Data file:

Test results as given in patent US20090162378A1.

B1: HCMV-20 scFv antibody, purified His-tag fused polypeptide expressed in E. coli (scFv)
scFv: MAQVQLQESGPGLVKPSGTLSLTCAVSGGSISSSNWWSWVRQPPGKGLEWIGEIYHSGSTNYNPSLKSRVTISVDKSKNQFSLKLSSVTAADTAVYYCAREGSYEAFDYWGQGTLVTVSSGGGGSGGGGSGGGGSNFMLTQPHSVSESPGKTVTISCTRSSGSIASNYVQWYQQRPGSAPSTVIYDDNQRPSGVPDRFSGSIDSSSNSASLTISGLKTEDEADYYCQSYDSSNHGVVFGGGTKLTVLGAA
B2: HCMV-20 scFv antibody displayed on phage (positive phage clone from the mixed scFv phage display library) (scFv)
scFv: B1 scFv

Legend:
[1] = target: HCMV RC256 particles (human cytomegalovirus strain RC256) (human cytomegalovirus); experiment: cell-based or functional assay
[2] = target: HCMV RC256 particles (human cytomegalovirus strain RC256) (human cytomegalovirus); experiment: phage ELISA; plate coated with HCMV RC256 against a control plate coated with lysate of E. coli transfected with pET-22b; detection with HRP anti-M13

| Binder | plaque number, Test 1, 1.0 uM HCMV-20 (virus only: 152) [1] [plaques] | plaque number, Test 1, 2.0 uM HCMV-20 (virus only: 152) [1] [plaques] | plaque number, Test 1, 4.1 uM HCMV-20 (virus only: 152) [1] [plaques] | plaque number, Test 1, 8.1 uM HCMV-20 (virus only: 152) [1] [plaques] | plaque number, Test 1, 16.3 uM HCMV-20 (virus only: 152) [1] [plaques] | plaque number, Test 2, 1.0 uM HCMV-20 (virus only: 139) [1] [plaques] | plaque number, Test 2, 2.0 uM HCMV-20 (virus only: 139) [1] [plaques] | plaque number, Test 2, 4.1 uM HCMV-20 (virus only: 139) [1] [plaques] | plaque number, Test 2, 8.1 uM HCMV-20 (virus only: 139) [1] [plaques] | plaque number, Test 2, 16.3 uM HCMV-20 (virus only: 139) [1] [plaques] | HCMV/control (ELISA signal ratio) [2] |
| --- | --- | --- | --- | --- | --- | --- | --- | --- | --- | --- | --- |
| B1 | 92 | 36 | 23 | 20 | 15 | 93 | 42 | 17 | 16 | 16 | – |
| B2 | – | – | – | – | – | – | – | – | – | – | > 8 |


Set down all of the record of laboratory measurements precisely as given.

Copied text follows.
Test results as given in patent US20090162378A1.

B1: HCMV-20 scFv antibody, purified His-tag fused polypeptide expressed in E. coli (scFv)
scFv: MAQVQLQESGPGLVKPSGTLSLTCAVSGGSISSSNWWSWVRQPPGKGLEWIGEIYHSGSTNYNPSLKSRVTISVDKSKNQFSLKLSSVTAADTAVYYCAREGSYEAFDYWGQGTLVTVSSGGGGSGGGGSGGGGSNFMLTQPHSVSESPGKTVTISCTRSSGSIASNYVQWYQQRPGSAPSTVIYDDNQRPSGVPDRFSGSIDSSSNSASLTISGLKTEDEADYYCQSYDSSNHGVVFGGGTKLTVLGAA
B2: HCMV-20 scFv antibody displayed on phage (positive phage clone from the mixed scFv phage display library) (scFv)
scFv: B1 scFv

Legend:
[1] = target: HCMV RC256 particles (human cytomegalovirus strain RC256) (human cytomegalovirus); experiment: cell-based or functional assay
[2] = target: HCMV RC256 particles (human cytomegalovirus strain RC256) (human cytomegalovirus); experiment: phage ELISA; plate coated with HCMV RC256 against a control plate coated with lysate of E. coli transfected with pET-22b; detection with HRP anti-M13

| Binder | plaque number, Test 1, 1.0 uM HCMV-20 (virus only: 152) [1] [plaques] | plaque number, Test 1, 2.0 uM HCMV-20 (virus only: 152) [1] [plaques] | plaque number, Test 1, 4.1 uM HCMV-20 (virus only: 152) [1] [plaques] | plaque number, Test 1, 8.1 uM HCMV-20 (virus only: 152) [1] [plaques] | plaque number, Test 1, 16.3 uM HCMV-20 (virus only: 152) [1] [plaques] | plaque number, Test 2, 1.0 uM HCMV-20 (virus only: 139) [1] [plaques] | plaque number, Test 2, 2.0 uM HCMV-20 (virus only: 139) [1] [plaques] | plaque number, Test 2, 4.1 uM HCMV-20 (virus only: 139) [1] [plaques] | plaque number, Test 2, 8.1 uM HCMV-20 (virus only: 139) [1] [plaques] | plaque number, Test 2, 16.3 uM HCMV-20 (virus only: 139) [1] [plaques] | HCMV/control (ELISA signal ratio) [2] |
| --- | --- | --- | --- | --- | --- | --- | --- | --- | --- | --- | --- |
| B1 | 92 | 36 | 23 | 20 | 15 | 93 | 42 | 17 | 16 | 16 | – |
| B2 | – | – | – | – | – | – | – | – | – | – | > 8 |